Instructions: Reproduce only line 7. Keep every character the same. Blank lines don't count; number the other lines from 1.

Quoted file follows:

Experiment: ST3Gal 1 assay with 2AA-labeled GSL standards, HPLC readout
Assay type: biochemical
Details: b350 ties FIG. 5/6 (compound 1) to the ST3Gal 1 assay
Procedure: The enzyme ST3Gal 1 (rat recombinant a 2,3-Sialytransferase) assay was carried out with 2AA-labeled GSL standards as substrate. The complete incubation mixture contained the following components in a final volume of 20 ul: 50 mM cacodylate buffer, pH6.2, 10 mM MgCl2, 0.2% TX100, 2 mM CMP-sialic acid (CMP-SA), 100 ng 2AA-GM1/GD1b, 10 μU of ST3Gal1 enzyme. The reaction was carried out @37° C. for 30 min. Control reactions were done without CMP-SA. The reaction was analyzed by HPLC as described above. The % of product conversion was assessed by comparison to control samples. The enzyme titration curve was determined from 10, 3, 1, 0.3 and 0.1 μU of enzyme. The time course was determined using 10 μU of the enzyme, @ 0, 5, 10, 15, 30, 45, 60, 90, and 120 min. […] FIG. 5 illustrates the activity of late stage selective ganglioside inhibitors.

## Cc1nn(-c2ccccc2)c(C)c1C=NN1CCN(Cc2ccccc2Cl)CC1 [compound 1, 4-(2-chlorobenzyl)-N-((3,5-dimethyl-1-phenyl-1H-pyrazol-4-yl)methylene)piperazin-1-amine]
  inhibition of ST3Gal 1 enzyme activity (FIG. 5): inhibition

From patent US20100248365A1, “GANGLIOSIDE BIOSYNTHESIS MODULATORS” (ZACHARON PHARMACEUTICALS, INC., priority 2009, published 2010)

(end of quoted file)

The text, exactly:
From patent US20100248365A1, “GANGLIOSIDE BIOSYNTHESIS MODULATORS” (ZACHARON PHARMACEUTICALS, INC., priority 2009, published 2010)